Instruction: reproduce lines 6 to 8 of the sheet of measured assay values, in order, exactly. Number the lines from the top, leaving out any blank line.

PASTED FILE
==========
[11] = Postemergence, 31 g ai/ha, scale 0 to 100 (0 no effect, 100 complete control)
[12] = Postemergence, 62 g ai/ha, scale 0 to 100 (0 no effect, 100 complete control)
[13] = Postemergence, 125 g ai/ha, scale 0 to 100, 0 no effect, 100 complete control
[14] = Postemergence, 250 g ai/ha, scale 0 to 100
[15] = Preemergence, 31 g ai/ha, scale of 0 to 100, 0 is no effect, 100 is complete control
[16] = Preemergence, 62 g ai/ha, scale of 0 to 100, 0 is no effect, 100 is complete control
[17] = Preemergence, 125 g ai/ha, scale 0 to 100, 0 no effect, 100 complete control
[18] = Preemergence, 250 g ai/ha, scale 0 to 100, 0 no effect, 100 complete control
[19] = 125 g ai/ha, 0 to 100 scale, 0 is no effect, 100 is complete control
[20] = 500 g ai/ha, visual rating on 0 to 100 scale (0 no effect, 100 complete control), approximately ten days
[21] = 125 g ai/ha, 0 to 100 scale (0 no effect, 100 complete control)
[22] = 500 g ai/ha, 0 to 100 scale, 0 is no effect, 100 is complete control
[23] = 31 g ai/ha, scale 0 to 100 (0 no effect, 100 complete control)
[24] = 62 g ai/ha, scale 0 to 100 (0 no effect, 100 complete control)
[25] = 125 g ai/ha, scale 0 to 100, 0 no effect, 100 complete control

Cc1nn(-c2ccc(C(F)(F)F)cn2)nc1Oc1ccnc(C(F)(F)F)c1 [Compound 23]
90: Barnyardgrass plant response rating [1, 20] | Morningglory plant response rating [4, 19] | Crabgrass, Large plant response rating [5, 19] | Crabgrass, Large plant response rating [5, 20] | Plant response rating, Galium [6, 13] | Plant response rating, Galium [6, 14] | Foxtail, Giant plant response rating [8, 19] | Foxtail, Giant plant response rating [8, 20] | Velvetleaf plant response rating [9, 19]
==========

[16] = Preemergence, 62 g ai/ha, scale of 0 to 100, 0 is no effect, 100 is complete control
[17] = Preemergence, 125 g ai/ha, scale 0 to 100, 0 no effect, 100 complete control
[18] = Preemergence, 250 g ai/ha, scale 0 to 100, 0 no effect, 100 complete control